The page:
¶1 Petitioner (claimant) seeks to set aside a settlement agreement and stipulation reached between his attorney and the respondent insurer (Travelers) in a prior case, Todd Geery v. Travelers insurance Company, WCC No. 2000-0149. Pursuant to the stipulation, judgment was entered by this Court incorporating the terms of the stipulation. Claimant, who has since discharged his attorney and now represents himself, now alleges that his attorney was not authorized to enter into the settlement and that he was unaware of the settlement until after the fact. He also seeks payment of medical expenses.

¶2 Claimant issued discovery responses to which Travelers objected. He then moved to compel responses. Travelers opposed the motion and also moved for partial summary judgment on the merits of reopening the settlement, urging that the Court’s judgment in the prior proceeding is res judicata. I stayed discovery and now rule on the motions, denying both.


¶3 The settlement agreement at issue was styled “Stipulation For Dismissal and Order of Dismissal With Prejudice.” It was executed on behalf of the claimant by his attorney; claimant did not sign the settlement. The agreement recited “[t]hat a dispute exists between the parties concerning Petitioner’s entitlement to further disability and/or rehabilitation benefits as a result of his September 6, 1998 industrial accident claim.” It went on to resolve that dispute by providing for payment of $8,000, out of which claimant’s attorney was authorized to recover a 20% fee. The agreement expressly reserved the claimant’s right to future medical benefits but barred any further claim for compensation benefits, penalties, and attorney fees. Finally, the stipulation provided:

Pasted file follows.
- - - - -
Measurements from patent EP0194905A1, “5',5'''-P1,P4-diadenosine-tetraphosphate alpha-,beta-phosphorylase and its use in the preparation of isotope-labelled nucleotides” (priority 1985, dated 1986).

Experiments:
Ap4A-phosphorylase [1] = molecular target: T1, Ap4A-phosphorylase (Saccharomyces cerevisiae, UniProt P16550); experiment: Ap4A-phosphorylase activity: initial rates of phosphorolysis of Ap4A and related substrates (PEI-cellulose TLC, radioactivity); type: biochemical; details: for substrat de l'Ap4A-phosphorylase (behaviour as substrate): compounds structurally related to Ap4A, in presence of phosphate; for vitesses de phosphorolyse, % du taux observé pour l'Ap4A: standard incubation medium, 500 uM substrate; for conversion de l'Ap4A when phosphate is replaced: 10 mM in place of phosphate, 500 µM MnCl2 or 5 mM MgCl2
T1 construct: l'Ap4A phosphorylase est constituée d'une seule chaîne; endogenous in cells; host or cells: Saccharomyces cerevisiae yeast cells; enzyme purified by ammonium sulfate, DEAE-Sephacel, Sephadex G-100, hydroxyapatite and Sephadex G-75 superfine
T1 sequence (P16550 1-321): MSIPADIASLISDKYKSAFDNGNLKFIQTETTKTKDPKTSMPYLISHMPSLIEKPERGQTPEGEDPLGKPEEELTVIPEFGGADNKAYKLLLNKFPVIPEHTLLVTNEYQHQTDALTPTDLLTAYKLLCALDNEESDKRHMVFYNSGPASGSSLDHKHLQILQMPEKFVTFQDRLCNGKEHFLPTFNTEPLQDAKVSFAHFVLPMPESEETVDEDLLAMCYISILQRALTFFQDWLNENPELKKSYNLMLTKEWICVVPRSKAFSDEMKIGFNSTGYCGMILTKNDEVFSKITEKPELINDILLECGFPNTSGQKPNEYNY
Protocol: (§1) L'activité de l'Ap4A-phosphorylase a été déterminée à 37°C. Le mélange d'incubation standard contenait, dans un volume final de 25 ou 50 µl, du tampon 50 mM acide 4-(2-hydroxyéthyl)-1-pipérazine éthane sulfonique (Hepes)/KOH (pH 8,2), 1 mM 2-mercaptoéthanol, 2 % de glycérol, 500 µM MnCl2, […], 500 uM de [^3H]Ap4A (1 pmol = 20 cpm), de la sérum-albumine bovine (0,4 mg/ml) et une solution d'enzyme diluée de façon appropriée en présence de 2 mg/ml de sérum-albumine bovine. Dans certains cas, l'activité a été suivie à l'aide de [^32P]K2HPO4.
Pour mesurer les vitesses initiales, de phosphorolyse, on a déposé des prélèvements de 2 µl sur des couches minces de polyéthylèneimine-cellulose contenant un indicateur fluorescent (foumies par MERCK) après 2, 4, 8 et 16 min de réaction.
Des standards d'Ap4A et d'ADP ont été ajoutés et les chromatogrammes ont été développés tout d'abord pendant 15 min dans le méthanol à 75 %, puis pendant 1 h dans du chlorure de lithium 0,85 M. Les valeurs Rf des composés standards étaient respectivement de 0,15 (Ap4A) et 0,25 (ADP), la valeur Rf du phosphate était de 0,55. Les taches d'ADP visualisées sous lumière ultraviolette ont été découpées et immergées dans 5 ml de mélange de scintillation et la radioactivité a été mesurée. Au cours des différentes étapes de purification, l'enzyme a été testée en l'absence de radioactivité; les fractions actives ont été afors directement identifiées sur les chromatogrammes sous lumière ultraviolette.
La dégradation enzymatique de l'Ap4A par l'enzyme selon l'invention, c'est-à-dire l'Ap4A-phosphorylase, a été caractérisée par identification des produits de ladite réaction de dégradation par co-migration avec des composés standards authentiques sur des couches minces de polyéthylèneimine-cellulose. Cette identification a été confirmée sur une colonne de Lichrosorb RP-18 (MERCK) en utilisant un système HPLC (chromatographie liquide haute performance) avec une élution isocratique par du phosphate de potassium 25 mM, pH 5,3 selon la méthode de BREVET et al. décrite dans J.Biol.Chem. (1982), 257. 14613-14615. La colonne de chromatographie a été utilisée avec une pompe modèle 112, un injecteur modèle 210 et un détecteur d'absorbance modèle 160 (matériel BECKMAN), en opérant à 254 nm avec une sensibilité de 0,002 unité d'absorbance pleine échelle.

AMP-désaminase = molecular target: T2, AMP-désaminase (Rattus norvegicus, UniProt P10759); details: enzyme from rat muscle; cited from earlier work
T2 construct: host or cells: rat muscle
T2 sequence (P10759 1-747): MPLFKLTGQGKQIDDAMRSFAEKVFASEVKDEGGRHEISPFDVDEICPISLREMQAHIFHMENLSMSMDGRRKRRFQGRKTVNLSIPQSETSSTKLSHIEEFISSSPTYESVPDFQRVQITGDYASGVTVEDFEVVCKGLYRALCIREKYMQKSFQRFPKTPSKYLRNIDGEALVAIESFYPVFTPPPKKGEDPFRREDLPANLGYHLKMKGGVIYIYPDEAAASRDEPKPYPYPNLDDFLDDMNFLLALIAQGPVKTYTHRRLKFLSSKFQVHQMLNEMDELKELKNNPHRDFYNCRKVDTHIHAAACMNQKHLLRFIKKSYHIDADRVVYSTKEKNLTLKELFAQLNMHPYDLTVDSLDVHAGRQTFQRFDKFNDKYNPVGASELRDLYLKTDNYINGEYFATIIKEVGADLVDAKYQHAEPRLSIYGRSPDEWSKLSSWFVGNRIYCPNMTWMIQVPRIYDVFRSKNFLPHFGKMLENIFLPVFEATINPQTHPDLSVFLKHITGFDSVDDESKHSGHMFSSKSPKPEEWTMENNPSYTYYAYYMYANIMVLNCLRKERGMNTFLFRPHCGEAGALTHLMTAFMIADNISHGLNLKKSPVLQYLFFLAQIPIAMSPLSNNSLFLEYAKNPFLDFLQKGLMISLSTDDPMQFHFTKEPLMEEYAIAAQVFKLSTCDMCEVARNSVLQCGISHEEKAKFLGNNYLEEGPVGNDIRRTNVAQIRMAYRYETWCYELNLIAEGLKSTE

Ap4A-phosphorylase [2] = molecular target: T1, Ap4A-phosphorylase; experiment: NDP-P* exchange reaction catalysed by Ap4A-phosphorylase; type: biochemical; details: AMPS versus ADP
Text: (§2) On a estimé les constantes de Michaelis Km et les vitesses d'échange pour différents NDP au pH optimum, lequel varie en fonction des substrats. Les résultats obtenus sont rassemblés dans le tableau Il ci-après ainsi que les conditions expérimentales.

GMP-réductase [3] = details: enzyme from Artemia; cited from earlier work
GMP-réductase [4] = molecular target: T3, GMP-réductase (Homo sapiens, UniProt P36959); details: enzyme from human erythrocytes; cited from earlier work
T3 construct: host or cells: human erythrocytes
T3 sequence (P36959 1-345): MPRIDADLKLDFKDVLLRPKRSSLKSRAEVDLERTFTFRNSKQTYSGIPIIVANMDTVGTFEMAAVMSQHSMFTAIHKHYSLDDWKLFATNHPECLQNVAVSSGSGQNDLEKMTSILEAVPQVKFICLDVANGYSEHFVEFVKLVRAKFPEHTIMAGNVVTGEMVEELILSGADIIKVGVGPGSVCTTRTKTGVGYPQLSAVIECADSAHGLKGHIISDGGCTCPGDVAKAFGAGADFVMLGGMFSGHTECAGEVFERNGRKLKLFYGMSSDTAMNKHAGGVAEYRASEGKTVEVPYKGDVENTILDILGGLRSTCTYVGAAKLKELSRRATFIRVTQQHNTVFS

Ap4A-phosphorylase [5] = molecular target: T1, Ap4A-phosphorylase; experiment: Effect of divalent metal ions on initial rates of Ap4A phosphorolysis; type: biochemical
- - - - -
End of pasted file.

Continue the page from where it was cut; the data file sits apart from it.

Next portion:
7. That pursuant to this Stipulation, a Judgment and Order shall be entered by the Workers’ Compensation Court dismissing this action with prejudice, each party to bear its own costs and attorneys fees.

The stipulation was filed October 13, 2000. On October 16, 2000, I entered judgment in accordance with the stipulation.

I. Partial summary judgment is appropriate
only if uncontroverted facts establish that Travelers
is entitled to partial judgment as a matter of law.

¶4 The standard for summary judgment is well established and is incorporated into this Court’s own rules. Rule 24.5.329(2) provides for summary judgment where “there is no genuine issue as to any material fact and that the moving party is entitled to a judgment as a matter of law.” The standard is the same where only partial summary judgment is involved, the only difference being that there be no genuine issue of material fact pertaining to the issue on which judgment is sought.

II. There are factual disputes regarding authority and ratification,
and the res judicata issue has not been sufficiently developed,